|Title||Groups of diverse problem solvers can outperform groups of high-ability problem solvers.|
|Publication Type||Journal Article|
|Year of Publication||2004|
|Authors||Hong, L, Page, SE|
|Journal||Proc Natl Acad Sci U S A|
|Date Published||2004 Nov 16|
|Keywords||cognition, decision-making, social dynamics|
We introduce a general framework for modeling functionally diverse problem-solving agents. In this framework, problem-solving agents possess representations of problems and algorithms that they use to locate solutions. We use this framework to establish a result relevant to group composition. We find that when selecting a problem-solving team from a diverse population of intelligent agents, a team of randomly selected agents outperforms a team comprised of the best-performing agents. This result relies on the intuition that, as the initial pool of problem solvers becomes large, the best-performing agents necessarily become similar in the space of problem solvers. Their relatively greater ability is more than offset by their lack of problem-solving diversity.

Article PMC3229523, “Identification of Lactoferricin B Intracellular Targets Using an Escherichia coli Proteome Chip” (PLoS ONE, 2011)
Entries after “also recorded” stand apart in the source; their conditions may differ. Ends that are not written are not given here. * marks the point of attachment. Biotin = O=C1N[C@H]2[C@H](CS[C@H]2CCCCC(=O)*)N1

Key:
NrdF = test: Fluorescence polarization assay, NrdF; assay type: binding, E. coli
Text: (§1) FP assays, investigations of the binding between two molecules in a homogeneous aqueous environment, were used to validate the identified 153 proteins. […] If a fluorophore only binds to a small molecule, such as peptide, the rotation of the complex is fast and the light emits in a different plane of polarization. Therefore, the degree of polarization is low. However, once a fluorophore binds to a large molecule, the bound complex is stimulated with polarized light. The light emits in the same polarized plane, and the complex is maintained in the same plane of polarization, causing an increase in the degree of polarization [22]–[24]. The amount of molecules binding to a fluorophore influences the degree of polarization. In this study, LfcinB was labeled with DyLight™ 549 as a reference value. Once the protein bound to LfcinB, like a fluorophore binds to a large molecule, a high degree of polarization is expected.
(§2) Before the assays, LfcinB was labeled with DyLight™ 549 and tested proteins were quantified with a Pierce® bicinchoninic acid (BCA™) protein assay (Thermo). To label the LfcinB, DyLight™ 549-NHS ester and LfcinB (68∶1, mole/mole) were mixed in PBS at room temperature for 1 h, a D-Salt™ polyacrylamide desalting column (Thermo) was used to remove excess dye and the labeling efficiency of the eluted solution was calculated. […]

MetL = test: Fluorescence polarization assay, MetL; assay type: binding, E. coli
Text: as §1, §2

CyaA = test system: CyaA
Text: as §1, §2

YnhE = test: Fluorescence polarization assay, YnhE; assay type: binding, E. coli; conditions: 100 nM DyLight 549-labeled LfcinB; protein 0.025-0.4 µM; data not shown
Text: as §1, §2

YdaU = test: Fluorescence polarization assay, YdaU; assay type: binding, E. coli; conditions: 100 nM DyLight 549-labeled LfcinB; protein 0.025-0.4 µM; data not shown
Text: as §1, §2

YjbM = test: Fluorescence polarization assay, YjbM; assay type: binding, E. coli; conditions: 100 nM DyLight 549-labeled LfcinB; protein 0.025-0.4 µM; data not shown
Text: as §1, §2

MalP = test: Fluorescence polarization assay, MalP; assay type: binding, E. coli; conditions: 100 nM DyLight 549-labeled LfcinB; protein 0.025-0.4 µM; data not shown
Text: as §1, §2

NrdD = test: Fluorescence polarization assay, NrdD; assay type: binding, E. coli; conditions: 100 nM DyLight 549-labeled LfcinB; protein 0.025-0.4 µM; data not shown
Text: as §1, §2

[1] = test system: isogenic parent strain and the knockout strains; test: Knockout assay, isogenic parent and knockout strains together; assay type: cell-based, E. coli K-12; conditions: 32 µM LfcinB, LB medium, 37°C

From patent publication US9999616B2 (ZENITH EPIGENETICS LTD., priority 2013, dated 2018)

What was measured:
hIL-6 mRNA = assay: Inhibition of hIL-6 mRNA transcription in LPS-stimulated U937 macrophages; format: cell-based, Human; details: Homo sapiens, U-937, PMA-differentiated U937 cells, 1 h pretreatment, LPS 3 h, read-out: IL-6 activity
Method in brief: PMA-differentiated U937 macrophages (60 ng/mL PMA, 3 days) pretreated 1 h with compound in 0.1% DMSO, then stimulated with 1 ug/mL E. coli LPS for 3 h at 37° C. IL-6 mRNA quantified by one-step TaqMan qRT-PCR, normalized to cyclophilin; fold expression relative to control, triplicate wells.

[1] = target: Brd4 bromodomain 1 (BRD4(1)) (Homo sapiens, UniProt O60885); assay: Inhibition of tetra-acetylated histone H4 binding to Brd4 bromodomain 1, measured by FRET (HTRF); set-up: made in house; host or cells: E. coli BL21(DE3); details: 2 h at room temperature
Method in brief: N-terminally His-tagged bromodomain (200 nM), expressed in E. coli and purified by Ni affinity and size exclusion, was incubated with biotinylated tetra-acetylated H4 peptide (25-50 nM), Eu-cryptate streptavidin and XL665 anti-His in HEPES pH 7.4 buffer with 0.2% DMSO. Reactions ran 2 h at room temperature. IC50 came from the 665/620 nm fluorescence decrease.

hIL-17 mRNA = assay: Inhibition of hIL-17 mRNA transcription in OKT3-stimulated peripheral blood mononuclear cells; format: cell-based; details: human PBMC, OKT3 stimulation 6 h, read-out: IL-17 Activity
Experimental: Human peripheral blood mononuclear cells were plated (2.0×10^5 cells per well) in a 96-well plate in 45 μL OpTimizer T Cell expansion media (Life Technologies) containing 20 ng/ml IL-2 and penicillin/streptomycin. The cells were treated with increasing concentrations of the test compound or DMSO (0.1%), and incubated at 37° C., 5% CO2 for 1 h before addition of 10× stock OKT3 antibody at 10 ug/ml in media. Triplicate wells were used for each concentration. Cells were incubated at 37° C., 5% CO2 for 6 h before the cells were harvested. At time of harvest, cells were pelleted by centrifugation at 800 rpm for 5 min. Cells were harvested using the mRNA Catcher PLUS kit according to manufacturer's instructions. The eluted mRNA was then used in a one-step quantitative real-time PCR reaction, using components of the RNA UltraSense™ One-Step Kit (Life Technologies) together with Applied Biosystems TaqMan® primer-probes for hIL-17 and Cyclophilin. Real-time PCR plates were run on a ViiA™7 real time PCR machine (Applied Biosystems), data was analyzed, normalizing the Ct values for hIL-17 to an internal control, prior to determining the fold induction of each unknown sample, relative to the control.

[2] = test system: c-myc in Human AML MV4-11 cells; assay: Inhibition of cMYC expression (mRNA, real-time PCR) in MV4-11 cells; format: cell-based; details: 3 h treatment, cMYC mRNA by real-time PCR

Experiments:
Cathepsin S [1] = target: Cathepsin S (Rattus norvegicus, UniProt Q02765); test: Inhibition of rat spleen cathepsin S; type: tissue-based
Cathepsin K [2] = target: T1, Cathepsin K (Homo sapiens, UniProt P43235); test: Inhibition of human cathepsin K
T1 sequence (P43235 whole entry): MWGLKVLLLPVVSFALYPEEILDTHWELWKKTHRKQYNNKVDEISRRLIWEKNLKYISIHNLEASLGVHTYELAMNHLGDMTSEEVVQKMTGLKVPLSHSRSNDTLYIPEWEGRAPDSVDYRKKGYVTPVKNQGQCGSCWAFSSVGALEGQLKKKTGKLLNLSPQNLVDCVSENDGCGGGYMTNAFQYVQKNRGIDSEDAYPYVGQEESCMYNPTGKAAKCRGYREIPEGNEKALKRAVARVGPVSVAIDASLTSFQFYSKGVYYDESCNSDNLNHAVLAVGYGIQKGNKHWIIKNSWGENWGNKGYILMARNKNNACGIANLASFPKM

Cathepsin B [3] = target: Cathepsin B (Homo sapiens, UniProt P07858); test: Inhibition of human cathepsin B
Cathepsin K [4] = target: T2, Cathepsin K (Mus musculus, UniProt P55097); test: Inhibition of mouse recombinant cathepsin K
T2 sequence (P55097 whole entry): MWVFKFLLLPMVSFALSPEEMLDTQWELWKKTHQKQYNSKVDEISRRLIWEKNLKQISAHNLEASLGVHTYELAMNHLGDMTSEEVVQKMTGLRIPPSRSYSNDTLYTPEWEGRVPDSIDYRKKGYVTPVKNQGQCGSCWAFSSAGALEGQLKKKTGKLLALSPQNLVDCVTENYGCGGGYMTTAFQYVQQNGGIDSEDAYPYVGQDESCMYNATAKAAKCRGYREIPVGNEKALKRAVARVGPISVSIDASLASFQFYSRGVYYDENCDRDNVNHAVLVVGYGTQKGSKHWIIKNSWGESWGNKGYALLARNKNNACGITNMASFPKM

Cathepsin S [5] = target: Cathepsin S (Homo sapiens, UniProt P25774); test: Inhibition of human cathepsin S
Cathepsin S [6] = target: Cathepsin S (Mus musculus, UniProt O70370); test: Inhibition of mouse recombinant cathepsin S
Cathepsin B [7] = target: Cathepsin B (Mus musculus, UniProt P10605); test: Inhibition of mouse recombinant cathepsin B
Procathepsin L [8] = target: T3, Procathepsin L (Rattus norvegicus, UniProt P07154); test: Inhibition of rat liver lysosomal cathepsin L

|Alternate Journal||Proc. Natl. Acad. Sci. U.S.A.|
Groups of diverse problem solvers can outperform groups of high-ability problem solvers.
For years, I've worked on their bones. Now I'm working on their genes. Read more about the science studying these ancient people.
From a finger bone of an ancient human came the record of a completely unexpected population. My lab is working on the science of the Denisova genome.
The advent of agriculture caused natural selection to speed up greatly in humans. We're uncovering some of the ways that populations have rapidly changed during the last 10,000 years.